• Revolutionary — These are unique projects with high impact, including the St. Baldrick's - Stand Up to Cancer Pediatric Cancer Dream Team, the St. Baldrick's Robert J. Arceci Innovation Awards, and the Childhood Cancer Data Initiative.
Is there a real St. Baldrick?

To our knowledge, there's no real St. Baldrick. The name "St. Baldrick's" is a combination of the words "bald" and "St. Patrick's," since the first event was held in 2000 on March 17, which is St. Patrick's Day.

How did the St. Baldrick's Foundation get started?

The first St. Baldrick's event took place at Jim Brady's Bar and Restaurant in New York City. What began as a challenge between three friends on March 17, 2000, has grown into the world's largest volunteer-powered fundraising opportunity benefiting childhood cancer research.

What are the St. Baldrick's Foundations Guiding Core Values?

 

  • Mission-driven — The pursuit of better research to ensure kids survive and thrive after cancer is at the heart of every decision we make, and all we do.
  • Accountable — We expect you, the Foundation's donors and volunteers to hold our staff to high standards. When we make a mistake, we own it and learn from it and we welcome your feedback to help make our collective results more impactful. You and the kids we all fight for deserve the best we can give.
  • Continuously improving — We commit to continuous learning, to adapting to the needs of a changing world, and to funding the most current priorities and impactful discoveries in childhood cancer research.
  • Aligned — Staff work closely with volunteers who constitute 99.9% of St. Baldrick's workforce! Staff do our best to provide what volunteers need to be successful. We solicit advice from supporters and listen to it before exploring new ideas. Volunteers, donors and staff depend upon each other to be successful heroes for kids with cancer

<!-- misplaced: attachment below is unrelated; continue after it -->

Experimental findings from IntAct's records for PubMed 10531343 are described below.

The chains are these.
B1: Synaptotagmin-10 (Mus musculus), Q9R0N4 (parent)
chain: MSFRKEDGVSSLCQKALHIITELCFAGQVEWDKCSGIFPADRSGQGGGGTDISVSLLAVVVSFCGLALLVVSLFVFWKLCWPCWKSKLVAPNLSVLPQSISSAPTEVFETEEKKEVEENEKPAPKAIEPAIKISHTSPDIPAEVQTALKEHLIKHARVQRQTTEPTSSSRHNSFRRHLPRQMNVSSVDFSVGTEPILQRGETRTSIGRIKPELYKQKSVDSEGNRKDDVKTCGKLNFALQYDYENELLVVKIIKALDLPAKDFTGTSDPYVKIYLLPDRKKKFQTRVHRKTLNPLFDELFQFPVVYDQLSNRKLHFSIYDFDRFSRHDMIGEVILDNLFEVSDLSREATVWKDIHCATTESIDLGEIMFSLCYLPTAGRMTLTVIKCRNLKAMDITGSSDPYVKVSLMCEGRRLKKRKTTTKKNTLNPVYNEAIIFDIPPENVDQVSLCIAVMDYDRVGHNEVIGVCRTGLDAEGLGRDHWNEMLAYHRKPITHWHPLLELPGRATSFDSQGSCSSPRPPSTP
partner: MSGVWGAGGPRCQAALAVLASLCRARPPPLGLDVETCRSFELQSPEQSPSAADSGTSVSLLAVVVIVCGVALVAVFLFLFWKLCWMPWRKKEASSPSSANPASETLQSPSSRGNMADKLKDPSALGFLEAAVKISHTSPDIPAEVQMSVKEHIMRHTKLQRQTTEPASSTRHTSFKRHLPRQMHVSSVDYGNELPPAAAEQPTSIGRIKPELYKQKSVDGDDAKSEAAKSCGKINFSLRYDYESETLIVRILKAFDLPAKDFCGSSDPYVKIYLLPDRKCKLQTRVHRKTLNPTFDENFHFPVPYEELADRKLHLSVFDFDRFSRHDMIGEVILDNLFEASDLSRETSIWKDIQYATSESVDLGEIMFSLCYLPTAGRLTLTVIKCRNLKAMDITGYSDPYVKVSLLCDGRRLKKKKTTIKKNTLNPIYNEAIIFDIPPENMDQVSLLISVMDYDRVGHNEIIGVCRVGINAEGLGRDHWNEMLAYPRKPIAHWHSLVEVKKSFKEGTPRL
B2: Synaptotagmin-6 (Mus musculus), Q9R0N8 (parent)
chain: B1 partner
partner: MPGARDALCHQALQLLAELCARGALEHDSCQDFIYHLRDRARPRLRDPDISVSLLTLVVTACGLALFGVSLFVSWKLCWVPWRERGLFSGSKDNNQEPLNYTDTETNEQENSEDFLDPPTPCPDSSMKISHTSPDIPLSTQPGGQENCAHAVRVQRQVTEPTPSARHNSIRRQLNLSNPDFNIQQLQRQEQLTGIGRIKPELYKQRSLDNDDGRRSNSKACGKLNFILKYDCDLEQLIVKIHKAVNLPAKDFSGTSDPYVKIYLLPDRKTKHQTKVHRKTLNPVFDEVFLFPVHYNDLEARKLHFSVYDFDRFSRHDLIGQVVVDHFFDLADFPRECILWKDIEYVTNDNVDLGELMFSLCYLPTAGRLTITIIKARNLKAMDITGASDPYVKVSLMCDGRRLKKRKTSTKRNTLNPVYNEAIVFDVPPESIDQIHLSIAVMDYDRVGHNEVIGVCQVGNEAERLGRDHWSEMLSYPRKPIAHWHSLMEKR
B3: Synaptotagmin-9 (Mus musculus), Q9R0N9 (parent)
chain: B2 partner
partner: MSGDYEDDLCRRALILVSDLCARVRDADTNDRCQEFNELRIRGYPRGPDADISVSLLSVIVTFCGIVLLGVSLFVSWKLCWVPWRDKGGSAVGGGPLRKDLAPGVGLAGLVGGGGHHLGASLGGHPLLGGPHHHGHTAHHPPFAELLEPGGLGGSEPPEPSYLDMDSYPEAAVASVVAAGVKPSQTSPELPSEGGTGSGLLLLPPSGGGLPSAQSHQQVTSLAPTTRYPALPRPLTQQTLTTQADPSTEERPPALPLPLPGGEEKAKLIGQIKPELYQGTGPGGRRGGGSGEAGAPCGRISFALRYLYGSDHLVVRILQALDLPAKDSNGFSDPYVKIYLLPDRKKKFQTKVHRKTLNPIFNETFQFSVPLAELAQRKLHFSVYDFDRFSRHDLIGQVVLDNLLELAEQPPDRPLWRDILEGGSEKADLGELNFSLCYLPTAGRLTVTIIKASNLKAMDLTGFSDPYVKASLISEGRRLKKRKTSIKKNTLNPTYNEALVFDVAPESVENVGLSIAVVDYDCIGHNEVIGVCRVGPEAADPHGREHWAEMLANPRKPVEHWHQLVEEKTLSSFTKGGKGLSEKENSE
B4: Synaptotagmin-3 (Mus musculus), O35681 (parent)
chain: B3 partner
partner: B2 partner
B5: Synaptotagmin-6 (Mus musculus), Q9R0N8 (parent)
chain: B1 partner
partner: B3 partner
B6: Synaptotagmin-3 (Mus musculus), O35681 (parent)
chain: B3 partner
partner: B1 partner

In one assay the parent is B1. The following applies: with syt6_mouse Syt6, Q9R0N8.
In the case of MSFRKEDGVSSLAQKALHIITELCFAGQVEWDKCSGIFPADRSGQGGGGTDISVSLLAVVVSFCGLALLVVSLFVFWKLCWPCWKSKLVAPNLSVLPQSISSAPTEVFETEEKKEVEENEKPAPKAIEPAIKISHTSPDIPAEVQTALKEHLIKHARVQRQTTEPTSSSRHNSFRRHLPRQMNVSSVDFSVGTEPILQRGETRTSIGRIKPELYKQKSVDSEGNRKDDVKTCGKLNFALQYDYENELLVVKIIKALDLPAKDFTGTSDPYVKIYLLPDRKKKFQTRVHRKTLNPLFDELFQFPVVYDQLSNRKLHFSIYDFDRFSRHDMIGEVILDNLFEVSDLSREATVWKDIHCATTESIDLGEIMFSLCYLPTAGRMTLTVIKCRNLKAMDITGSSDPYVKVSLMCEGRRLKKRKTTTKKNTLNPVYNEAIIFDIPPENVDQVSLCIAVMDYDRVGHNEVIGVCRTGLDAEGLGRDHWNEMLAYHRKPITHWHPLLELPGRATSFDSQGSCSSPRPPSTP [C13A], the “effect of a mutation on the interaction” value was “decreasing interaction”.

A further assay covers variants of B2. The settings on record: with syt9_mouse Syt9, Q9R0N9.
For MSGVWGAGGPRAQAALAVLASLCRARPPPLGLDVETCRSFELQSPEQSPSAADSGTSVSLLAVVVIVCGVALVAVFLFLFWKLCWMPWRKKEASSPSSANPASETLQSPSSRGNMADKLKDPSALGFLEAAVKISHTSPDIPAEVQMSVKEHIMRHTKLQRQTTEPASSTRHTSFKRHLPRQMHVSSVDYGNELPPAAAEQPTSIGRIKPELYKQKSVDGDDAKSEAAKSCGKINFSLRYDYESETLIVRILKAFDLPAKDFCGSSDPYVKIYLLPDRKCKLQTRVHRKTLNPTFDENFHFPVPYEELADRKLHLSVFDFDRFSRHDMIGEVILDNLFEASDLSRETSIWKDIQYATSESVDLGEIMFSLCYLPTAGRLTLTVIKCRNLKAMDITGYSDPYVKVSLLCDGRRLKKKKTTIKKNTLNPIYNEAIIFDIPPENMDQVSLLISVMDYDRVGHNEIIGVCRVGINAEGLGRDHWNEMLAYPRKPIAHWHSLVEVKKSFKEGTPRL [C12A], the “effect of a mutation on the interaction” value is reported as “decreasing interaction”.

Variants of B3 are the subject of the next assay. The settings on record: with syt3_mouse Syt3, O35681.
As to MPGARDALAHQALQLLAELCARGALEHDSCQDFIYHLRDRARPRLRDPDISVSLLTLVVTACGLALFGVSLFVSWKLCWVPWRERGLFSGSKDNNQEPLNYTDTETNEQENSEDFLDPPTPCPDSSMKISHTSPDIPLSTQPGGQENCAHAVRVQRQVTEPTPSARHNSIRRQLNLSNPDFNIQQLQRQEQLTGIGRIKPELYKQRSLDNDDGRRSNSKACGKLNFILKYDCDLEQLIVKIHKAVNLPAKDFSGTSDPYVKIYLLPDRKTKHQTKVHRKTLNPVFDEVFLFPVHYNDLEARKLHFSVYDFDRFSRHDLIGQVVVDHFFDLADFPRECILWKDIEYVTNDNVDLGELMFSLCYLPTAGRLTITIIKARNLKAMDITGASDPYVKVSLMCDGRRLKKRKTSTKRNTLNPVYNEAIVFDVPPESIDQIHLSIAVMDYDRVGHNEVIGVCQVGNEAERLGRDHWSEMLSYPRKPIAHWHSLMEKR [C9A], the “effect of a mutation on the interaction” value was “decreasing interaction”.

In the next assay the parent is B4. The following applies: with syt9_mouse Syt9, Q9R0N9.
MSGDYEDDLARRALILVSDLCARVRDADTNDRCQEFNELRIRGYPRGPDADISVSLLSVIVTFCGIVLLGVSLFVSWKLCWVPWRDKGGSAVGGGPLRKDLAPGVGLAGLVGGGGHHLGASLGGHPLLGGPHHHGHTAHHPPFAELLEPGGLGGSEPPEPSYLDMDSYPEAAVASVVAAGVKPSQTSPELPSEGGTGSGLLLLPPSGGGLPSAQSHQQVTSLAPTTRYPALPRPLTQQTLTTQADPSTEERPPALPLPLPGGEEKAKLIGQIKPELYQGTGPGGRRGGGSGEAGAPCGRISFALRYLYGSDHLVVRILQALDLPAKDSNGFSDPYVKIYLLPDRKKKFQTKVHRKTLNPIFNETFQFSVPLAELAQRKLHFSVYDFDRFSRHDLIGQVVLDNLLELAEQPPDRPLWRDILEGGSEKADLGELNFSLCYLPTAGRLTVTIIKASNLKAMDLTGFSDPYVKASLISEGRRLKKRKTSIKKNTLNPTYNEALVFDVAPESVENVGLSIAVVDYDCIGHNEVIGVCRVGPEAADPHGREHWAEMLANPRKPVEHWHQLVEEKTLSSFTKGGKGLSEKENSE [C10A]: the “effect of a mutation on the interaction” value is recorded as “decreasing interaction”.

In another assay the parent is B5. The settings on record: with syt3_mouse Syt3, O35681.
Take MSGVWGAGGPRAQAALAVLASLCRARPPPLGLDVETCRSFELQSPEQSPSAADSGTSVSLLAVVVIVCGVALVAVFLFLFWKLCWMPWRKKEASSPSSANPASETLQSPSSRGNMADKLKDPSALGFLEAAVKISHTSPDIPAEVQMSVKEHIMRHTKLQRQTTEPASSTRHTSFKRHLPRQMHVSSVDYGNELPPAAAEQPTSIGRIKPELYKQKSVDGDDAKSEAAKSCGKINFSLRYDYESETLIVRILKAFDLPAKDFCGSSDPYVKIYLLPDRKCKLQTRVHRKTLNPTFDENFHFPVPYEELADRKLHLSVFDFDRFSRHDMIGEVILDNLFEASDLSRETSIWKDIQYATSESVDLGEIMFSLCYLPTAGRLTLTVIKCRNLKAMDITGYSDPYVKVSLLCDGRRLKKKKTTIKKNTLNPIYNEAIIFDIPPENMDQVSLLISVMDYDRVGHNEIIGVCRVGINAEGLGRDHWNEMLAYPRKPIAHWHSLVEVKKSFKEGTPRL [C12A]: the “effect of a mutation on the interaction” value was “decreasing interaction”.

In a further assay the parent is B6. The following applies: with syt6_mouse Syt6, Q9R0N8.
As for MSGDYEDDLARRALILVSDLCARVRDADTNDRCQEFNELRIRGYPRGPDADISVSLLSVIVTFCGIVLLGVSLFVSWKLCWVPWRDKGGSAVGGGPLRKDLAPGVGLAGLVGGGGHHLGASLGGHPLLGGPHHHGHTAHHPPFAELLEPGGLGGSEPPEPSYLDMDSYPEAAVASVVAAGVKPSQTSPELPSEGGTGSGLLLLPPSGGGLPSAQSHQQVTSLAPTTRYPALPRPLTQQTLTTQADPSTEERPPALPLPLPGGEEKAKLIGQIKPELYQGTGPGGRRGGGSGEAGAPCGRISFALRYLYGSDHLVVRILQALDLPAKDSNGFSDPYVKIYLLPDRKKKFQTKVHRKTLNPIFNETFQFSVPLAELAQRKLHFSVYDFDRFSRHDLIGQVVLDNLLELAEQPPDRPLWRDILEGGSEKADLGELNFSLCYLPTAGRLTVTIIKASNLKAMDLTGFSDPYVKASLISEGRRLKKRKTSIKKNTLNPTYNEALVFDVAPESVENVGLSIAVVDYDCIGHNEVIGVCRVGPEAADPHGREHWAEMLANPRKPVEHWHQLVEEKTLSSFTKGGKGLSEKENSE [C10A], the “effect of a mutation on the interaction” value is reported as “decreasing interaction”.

• Transparent — St. Baldrick's was founded on the premise that every supporter and prospective supporter has a right to know whatever they want before electing to support us. We know you have a choice with where to invest your time and charitable dollars. If you have questions, let us know so we may respond.
  • Fun — There is nothing “fun” about a cancer diagnosis but knowing that you can be a hero for kids with cancer and get funny photos of your friend mid-shave is pretty darn amusing! And as a six-year-old boy once said at a head shaving event, “this is so exciting! It means I'm going to get to grow up!” Enough said!

 

Does the St. Baldrick's Foundation fund stem cell research?

St. Baldrick's Foundation funds cannot be used for human embryonic stem cell research. This is not a statement on whether or not we think it should be supported; the decision is based on the fact that many of our donors and volunteers — our source of funds — would not be comfortable supporting it. Stem cell transplantations not using human embryonic stem cells — using cord blood or matched donors — are often used in treating childhood cancer patients, and our funds may be used in this non-controversial area of research.

What else does the St. Baldrick's Foundation need?

One of St. Baldrick's top priorities is keeping expenses to a minimum. Donations of goods or services that would otherwise come out of our budget are always welcome! Office supplies, giveaway items, or services including publicity, advertising, printing, and more can be a big aid in keeping expenses down so more money can go to the cause. Additionally, corporate sponsors — companies that make donations to underwrite expenses or present growth opportunities — are very important to St. Baldrick's success. To propose a sponsorship or learn more, contact us.

What's your privacy policy?

St. Baldrick's takes your privacy very seriously, and we take measures to protect it through our technical and administrative practices. The St. Baldrick's Foundation does not sell, rent, exchange or otherwise share information about donors, shavees or other participants with any other organization or individual. View our entire privacy policy here.

Where can I buy a St. Baldrick's T-Shirt?

St. Baldrick's has partnered with Threadless to provide an on demand shop where logo items are available. Visit our store here and keep checking back for newly available items!